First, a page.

This Dance Movement Therapist Helps Cancer Patients Express Themselves Non-Verbally

Here's how Erica Hornthal helps cancer patients use the mind-body connection to nurture and support treatment.

If you've ever found yourself pacing back and forth while feeling anxious or suffering from a stomach ache before a big moment or presentation, you've experienced what's known as the mind-body connection. The way you think and feel impacts not only your mental health but also manifests physically in your body. Despite this, so many mental health therapies focus on treating only the mind without activating or addressing the physical way your thoughts and emotions influence your body. That's where Erica Hornthal comes in.

Known as "the therapist that moves you," Hornthal is a board-certified dance movement therapist and CEO of Chicago Dance Therapy. Dance movement therapy (or DMT) isn't as widely known as other forms of mental health treatment. In fact, Hornthal often gets asked if she's a therapist for dancers. "It's a niche form of psychotherapy that really centers the body, body awareness, nonverbal communication, and bits of mindfulness within the therapeutic relationship," explains Hornthal.

The foundations of dance movement therapy started in the 1940s. During this time, dancers and choreographers began to recognize the ways that dance could be used to communicate and express emotion. Early forms of dance therapy were based on psychodynamic therapy principles, which explore how non-verbal actions and experiences can influence your thoughts and feelings. In 1966, the American Dance Therapy Association created a training and certification program for dance movement therapists. Today, DMT is used to help with anxiety, depression, and interpersonal skills and to improve quality of life.

This Dance Movement Therapist Helps Cancer Patients Express Themselves Non-Verbally
Courtesy of Erica Hornthal.

In her practice, Hornthal offers individual, group, and family treatment to clients in a variety of different formats. For beginners, Hornthal says dance movement therapy can look very much like a typical talk therapy session, with clients and therapists sitting across from each other in comfortable seating. "For somebody that's really wanting to explore that mind/body connection or who already feels a level of not just comfort but expressivity in their body, [the session] could be someone moving around through the space, through the studio," explains Hornthal. "Perhaps we're spending the whole session on the floor, seated, or even lying down."

Helping cancer patients convey their feelings through dance movement therapy has become a recent focus of Hornthal's work. Research shows dance movement therapy has positive outcomes for cancer patients. One study of individuals with breast cancer found that dance movement therapy improved the patients' vigor and quality of life and helped decrease somatization, or the physical manifestation of psychological issues.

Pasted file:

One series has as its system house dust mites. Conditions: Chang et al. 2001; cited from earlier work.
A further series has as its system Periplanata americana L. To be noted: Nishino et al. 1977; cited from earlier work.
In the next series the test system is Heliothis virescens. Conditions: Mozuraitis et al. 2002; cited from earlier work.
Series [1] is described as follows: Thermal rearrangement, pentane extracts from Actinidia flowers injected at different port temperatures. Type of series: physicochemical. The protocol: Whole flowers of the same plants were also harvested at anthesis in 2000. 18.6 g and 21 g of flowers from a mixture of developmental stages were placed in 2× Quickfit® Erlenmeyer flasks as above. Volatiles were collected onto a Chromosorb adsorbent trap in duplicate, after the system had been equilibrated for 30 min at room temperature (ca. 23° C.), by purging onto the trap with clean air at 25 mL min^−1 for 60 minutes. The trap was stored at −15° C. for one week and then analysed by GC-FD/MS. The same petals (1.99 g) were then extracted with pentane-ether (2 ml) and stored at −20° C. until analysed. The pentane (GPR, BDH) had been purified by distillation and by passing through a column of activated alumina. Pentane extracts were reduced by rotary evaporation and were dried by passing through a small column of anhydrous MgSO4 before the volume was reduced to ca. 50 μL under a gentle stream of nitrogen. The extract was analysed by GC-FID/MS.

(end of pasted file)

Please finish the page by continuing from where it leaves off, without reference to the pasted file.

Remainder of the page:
Going through or completing cancer treatment is an emotional journey that can be difficult to articulate — which is why dance movement therapy can be particularly beneficial for cancer patients. "There's so much the mind has to process, and a lot of it is incomprehensible," says Hornthal. "If you feel like you have things to say but don't know how to say them verbally, that's when dance movement therapy can be really helpful."

The impact Hornthal has seen in her initial work with cancer patients has been undeniably moving. "What I remember is the energy shifting in the room," she says. "All of a sudden, people that were pretty controlled started smiling. Their faces just dropped and softened."

Hornthal dials in on bringing more comfort to the body during her sessions with cancer patients. "It's so easy for us to focus on the pain, whether it's emotional or physical," she explains. To change this, Hornthal refocuses the attention on moving the body in a way that feels good, adding a warm blanket to the practice and working with parts of the body that aren't experiencing pain or discomfort. "It's liberating to realize, 'not every part of me is in pain,'" says Hornthal.

Building on that perspective, Hornthal has clients focus on a part of the body that feels neutral and encourages movement within that location, which slowly spreads to the movement of other parts of the body. "At some point, the part that actually is in pain may still be experiencing discomfort, but it's mobile," she notes.

Integrating sensory experiences by taking her practice outdoors is another method Hornthal uses to help patients shift focus away from pain to something more positive. Getting outside, walking in nature, breathing in the fresh air, and listening to the lake or running water are all ways to get the body moving.

The beauty of dance movement therapy is that anyone with a body can do it, says Hornthal. She's found it incredibly rewarding to share dance movement therapy and its benefits with others through her work. "When I'm moving, I feel the most myself," shares Hornthal. "And if other people are able to get to that point where they feel most themselves by connecting to or moving their body, then I've done my work."

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